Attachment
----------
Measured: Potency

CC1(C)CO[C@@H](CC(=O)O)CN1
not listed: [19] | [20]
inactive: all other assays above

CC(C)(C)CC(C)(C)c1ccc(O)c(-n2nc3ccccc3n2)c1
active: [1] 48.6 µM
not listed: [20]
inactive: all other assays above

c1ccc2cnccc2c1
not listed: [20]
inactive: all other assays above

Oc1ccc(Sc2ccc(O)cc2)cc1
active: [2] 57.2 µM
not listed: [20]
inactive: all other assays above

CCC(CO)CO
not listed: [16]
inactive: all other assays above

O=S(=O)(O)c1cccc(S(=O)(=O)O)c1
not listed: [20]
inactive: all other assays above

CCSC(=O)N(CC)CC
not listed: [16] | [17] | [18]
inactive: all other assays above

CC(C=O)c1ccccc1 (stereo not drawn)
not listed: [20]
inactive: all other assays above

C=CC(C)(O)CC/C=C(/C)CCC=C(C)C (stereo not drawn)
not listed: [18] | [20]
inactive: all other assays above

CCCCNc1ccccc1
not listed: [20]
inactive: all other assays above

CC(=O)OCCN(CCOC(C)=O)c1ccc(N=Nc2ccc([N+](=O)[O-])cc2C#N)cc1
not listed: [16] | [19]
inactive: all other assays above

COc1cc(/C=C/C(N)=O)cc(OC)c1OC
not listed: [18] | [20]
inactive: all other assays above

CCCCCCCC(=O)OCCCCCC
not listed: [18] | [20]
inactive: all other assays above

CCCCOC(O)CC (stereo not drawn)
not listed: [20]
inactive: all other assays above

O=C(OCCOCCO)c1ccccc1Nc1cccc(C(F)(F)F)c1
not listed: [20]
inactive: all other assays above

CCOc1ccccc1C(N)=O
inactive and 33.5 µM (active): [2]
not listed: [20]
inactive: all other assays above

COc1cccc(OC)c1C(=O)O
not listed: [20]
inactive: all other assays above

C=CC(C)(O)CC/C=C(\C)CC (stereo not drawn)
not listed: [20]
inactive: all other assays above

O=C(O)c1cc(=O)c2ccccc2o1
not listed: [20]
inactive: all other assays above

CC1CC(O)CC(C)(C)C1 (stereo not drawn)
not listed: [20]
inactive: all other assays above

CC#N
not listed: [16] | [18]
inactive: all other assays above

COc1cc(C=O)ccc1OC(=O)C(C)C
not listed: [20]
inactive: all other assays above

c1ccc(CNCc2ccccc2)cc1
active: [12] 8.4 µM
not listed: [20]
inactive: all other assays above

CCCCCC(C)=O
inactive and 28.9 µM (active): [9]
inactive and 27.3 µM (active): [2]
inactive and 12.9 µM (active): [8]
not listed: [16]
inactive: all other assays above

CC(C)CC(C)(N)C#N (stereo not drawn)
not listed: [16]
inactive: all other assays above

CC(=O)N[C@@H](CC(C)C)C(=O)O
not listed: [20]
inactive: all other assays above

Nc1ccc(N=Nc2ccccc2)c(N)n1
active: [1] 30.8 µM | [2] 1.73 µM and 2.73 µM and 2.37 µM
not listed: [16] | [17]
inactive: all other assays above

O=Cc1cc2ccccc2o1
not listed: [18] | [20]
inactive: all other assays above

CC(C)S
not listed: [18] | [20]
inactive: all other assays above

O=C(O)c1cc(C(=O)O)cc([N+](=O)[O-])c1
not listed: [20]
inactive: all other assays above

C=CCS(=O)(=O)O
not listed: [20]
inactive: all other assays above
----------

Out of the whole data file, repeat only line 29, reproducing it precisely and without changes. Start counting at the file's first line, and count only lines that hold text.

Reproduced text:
not listed: [18] | [20]